Budget cuts across the nation, due to a lagging economy, is evoking many U.S. cities to rethink the mounted police force. Boston, Camden, Charleston, Tulsa and other cities have disbanded mounted units. However, Houston, Texas and Portland, Oregon continue to maintain a mounted police force along with a few other cities.
Federal Parks in New York City, San Francisco and Washington, D.C. persevere to sustain a mounted police force. Established in 1934, the United States Park Police Horse Mounted Unit has proven to be an invaluable division of law enforcement in the parks. The unit has expanded and provides mounted patrols in the metropolitan areas of these cities. During demonstrations and special events the equestrian unit may be transported to other locations within the National Park system.
Equestrian units are well suited for trails that require unique policing modus operandi. Large open spaces such as ball fields and picnic areas are more efficiently patrolled by equestrian units compared to officers on foot or motorized vehicles. The horses often participate in parades or by patrolling parade routes. Horses are able to safely maneuver crowds of people and heavily traveled roadways. Horses may be donated to the United States Park Police Horse Mounted Unit by calling Officer Mariea Sabate at (202) 426-6853 or by e-mail to firstname.lastname@example.org to voice an interest.
There are a total of 38 horses in the Houston Police Department Mounted Patrol. The equestrian unit consist of Tennessee Walkers, Quarter Horses, Percherons, Hanoverians, Belgiums and other breeds. Only 32 are assigned to patrol duty. Most of the other horses are in training or serve as back-ups. Attributes required of each horse is a gentle temperament, between the age of 2 to 15-years old, healthy, and a minimum height of 15.2 hands. Only geldings or mares are accepted into the division.
The horses must complete vigorous training procedures before being assigned to an officer. Each officer is assigned a mount and has the responsibility for the well-being and care of the assigned horse. Once a month, the whole unit completes training exercises. In 2003, the patrol initiated a barefoot program for the horses, which has proven successful with very little hoof problems. Hoof boots are utilized in the beginning to combat sensitivity. To donate a horse to the program contact Sergeant Leslie Wills or Senior Police Officer Greg Sokoloski at 832-394-0399. Monetary donations are also accepted.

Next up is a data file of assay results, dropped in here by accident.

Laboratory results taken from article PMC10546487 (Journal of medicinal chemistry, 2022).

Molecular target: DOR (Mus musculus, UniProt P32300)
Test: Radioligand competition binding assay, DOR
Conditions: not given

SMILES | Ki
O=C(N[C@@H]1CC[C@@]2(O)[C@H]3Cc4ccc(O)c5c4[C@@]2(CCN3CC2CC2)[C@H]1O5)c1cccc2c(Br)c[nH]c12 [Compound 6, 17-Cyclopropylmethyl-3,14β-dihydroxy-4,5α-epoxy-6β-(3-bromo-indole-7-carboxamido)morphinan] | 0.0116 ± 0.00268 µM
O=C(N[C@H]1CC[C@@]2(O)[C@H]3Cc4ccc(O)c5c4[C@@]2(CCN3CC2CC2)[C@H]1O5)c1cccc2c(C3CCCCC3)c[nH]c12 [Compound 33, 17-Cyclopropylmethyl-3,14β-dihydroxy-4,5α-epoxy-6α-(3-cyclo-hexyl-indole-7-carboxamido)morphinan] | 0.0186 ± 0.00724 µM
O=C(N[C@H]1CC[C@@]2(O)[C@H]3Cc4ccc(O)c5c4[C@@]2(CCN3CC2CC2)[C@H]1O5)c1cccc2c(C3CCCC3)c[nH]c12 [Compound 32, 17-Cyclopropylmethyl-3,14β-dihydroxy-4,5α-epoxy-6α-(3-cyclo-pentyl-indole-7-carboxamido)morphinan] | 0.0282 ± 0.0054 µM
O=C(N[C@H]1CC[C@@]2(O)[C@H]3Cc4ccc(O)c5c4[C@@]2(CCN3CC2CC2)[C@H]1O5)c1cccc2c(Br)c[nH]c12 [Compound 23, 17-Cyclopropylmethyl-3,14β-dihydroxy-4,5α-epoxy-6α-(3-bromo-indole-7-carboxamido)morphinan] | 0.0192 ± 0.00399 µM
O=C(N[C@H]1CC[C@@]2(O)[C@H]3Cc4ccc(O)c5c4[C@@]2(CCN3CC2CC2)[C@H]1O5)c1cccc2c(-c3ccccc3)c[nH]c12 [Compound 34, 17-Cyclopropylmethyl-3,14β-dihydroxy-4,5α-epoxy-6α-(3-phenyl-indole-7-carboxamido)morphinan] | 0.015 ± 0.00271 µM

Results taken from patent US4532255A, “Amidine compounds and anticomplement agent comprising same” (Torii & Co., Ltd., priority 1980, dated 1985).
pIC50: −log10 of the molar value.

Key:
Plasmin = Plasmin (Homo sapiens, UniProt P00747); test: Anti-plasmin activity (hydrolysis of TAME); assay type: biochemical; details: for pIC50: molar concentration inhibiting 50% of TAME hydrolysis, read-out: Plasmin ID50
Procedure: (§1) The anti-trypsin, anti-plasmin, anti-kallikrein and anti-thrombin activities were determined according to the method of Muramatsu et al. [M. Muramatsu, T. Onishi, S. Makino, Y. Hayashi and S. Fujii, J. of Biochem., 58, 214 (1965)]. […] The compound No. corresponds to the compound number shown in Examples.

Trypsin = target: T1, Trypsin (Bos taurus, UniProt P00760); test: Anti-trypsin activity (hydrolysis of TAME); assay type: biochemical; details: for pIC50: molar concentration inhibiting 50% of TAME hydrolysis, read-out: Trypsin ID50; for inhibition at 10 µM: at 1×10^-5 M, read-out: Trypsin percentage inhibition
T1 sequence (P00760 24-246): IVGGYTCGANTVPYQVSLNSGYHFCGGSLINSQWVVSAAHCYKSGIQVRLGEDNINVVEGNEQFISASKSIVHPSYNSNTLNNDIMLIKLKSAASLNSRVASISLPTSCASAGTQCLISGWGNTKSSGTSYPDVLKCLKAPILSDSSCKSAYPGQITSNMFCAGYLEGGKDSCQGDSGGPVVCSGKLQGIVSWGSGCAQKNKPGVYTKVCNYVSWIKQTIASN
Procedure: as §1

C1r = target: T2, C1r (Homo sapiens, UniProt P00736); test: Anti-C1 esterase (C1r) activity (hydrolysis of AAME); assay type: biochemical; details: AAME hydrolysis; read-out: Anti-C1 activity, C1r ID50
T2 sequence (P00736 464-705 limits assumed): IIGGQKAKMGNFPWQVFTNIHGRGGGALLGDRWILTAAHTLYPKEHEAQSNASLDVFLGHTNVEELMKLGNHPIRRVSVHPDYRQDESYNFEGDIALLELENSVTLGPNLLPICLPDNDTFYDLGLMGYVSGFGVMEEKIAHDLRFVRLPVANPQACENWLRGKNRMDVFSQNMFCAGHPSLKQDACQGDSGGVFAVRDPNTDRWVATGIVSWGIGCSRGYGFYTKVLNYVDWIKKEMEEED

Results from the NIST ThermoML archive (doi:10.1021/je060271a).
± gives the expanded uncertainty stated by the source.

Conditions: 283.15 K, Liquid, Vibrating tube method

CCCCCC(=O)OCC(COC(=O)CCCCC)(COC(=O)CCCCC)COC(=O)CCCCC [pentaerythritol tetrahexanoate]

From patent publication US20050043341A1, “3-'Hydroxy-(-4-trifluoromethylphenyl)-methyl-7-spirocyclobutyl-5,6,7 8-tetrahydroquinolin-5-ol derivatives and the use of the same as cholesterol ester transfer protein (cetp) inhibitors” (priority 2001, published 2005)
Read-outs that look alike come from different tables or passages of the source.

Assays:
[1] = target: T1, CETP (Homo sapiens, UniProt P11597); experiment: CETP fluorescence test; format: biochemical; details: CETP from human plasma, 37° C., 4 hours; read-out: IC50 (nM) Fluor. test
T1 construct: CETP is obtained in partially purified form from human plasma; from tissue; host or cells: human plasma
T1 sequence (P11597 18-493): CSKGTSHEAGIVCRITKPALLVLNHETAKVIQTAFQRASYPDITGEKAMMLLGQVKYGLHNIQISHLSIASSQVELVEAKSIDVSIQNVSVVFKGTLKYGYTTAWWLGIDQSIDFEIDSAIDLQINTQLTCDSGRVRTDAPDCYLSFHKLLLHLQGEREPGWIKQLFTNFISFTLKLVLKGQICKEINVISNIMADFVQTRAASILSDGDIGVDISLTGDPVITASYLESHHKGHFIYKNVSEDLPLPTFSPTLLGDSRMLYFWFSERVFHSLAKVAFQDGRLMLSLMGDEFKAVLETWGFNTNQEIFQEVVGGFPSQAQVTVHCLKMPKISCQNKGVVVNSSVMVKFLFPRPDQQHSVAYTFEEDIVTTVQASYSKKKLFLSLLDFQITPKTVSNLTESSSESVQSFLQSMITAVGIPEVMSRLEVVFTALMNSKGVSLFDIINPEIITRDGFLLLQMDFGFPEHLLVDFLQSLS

In Portland, Oregon, the Police Beureau's Mounted Patrol Unit primarily combats street crime in the downtown region. The mounted officers are able to quickly respond in congested areas. The unit is also utilized for crowd control and parking problems at special events throughout Portland. Officers in the unit issue citations, make arrests, conduct investigations and handle routine calls.
Stable attendants are employed to feed and care for the horses. Attendants clean the barn, attend minor injuries and bathe and clip each horse. Stable attendants train the officers and the horses. Each officer prepare his or her own mount at the beginning of a patrol and takes care of tack for the assigned horse. A renovated flour mill just outside of the downtown area has been converted into a nice equestrian facility with a riding arena and stalls. There is a horse barn located downtown for boarding the assigned mounts.
Summary: Although many mounted patrol units have disbanded due to funding, the units in existence prove to be a valuable division of law enforcement.
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